Glad to read that you too have an interest in the the Sudan Campaigns!
As far as uniforms are concerned I too find this transitional period quite fascinating!
There is not a 100% guaranteed safe reply to your a) and b) questions!
Officers no doubt has several options as far as their choices of campaign uniforms: these would include : tailor made uniforms (made in the UK and/or Egypt), issue officers uniforms and , occasionally, modified/unmodifed other ranks uniforms. Civilian items such as privately purchased corduroy breeches or trousers were also relatively common .
Each individual campaign outfit t was often the varied and combined result of Army Regulations , regimental "fashion" , local circumstamces and personal choices.
A minimum standard of uniformity at regimental level was probably desirable, but this was not as strict as may be expected.
For example it is a known fact that in the 1885 Eastern Sudan campaign the Berkshire Regiment was only partly resupplied with the new Sand Khaki suits. So the regiment had both Grey and Sand Khaki uniforms at the same time!
One would imagine that the clothing would be redidtributed at Company level to guarantee a minimum of uniformity and that officers should have tried to conform - but of cousre there is no gurarentee that they all did!
In addition in the Zulu War (ie only five/six years before the Sudan campaigns) some officers of infantry regiments having served in the field for several cosecutive years (such as th 24th foot) must have been quite understandably short of decent looking uniforms and it is known that a few officers resorted to wearing other ranks tunics - generally with no rank badges at all!.
At the same time surviving "proper" Officers Campaign uniforms (ie. the so called India Pattern Tunic) and Patrol jackets were also to be seen worn in the field "side by side" by officers of the same regiments.
It is always very difficult to generalise and, whenever possible, conclusions and assumptions should be based on photographs.
Contemporary accounts also occasionally provide useful written information. For example , from Galloway's "The Battle of Tofrek" , we learn that rank and file in the Berkshire Regt.were equipped with Dust Veils and Goggles.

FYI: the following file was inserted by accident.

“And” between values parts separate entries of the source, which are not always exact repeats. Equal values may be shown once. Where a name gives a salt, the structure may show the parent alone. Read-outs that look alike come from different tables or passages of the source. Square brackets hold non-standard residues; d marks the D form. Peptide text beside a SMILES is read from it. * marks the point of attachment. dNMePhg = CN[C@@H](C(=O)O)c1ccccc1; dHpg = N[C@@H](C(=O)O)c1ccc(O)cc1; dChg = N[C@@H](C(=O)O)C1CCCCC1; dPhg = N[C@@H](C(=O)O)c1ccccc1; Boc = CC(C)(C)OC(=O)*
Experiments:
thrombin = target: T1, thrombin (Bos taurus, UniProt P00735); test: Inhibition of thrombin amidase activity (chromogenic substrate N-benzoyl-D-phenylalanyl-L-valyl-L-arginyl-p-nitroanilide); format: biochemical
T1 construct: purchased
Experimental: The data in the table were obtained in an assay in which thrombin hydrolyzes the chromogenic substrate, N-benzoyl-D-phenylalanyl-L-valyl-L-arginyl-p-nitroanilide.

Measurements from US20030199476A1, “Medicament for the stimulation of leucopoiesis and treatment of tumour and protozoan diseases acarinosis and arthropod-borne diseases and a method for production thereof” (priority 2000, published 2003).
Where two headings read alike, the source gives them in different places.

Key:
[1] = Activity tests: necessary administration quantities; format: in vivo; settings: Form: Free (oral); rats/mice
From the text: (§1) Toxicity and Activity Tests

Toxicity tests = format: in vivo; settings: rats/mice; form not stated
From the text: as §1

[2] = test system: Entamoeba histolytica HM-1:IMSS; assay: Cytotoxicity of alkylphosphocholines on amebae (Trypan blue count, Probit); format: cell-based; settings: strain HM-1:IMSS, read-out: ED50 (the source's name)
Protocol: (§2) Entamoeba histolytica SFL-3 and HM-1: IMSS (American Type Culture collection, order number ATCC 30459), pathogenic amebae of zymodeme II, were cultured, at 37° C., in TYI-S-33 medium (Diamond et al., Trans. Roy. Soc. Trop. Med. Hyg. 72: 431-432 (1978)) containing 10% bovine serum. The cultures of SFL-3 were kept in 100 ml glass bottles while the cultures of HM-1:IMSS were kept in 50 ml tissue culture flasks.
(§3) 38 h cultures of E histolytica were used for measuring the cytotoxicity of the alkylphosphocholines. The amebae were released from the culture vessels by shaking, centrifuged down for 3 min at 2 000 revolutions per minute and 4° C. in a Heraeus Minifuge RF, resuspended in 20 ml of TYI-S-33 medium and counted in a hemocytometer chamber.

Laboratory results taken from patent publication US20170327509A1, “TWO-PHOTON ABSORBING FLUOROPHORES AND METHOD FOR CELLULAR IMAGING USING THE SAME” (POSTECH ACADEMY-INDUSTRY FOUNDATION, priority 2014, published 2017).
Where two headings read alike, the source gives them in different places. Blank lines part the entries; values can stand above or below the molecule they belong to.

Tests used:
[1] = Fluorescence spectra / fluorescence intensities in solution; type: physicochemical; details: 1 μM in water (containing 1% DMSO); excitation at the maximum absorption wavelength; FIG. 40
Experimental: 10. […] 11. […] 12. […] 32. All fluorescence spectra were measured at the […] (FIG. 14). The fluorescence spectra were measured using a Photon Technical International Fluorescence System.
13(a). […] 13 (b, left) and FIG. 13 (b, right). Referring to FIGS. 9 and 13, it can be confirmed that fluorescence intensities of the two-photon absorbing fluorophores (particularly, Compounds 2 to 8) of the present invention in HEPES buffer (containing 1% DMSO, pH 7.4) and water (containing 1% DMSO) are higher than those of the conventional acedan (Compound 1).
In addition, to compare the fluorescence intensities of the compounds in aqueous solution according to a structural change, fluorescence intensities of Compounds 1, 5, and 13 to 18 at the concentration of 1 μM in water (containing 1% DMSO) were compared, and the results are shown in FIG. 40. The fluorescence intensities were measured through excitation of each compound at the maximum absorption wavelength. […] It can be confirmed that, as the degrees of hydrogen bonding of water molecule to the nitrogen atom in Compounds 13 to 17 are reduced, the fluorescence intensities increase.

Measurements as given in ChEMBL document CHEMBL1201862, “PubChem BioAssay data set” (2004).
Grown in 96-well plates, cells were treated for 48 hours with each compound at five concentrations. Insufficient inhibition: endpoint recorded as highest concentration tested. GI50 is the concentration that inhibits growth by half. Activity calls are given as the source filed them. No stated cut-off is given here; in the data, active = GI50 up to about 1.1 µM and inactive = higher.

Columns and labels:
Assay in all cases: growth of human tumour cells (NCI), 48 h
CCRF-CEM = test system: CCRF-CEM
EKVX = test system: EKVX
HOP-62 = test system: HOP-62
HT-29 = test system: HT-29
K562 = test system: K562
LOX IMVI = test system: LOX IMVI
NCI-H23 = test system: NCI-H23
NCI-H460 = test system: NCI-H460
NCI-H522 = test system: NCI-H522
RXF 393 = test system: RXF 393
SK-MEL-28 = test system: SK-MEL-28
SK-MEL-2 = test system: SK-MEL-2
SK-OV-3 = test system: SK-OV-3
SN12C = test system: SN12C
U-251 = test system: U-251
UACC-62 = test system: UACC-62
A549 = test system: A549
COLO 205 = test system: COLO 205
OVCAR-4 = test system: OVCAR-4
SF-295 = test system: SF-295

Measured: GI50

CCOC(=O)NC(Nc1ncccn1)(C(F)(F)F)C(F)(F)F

Unfortunately, the habit of several 19th century writers of describing indifferently both the Sand version and the Grey version of khaki uniforms simply as "Khaki" admittedly does not help!
I believe the well known group photo of 2nd Life Guards photo I am herewith attaching again was taken after the return of the regiment from the Sudan. The uniforms look in very good condition, so if the photo was actually taken after the return to England , they must be the new sand Khaki. Again ,there are minor differences in officer uniforms' details: 2 officers with pockets having straight flaps, and two other officers with no pockets at all!
As far as the Grenadier Guards are concerned , however, it is known theat they were outfitted in the new sand khaki for the 1885 Eastern Sudan campaign. The photo of the Suakin Guards Officers group I posted yesterday provides both sound basic information about the GG Officers' general appearance , as well as highlighting interesting differences in minor individual details , such as presence/absence and different styles of pockets - obviously the result of personal choices, purchases from different outfitters etc.
Resupply from the UK or Egypt, as you mention, was certainly possible. However I believe that the 1885 Eastern Sudan campaign
was perhaps too short for that.
Back to the "Gubat" photo, personally I would give some weight to the presence of a "Riverine Shield" in order to assess location.
True, we can not rule out the possibility of a Riverine shield ending up in the Suakin area for whatever reasons. However the most natural assumption for a riverine shield's location would seem to me to be the River Nile!
Attached is a photo of a different Dinka/Riverine shield. As you can see, the oval pattern (as opposed to the round fuzzy wuzzy style - pic also attached) is quite evident. In addition some warriors at Abu Klea and Abu Kru were certainly equipped with this style of riverine shield.
Finally, if you are interested in going deeper with regard to uniforms of these period, both of Mike Snook's Sudan books will provide most of the information you would need on the 1884-1885 Sudan campaigns.
In addition, Mark Reid's book "The Army of the Khedive" will give you plenty of information about the Egyptian army during The Sudan Campaigns era.
- Fuzzy Wuzzy Red.JPG (60 KiB) Viewed 1060 times
- 2ndlifeguardssudan1.jpg (82.87 KiB) Viewed 1060 times
- DinkaShield07.jpg (46.7 KiB) Viewed 1060 times
"What a pity you are not an Englishman!".
Gordon's remark to his Italian lieutenant, Romolo Gessi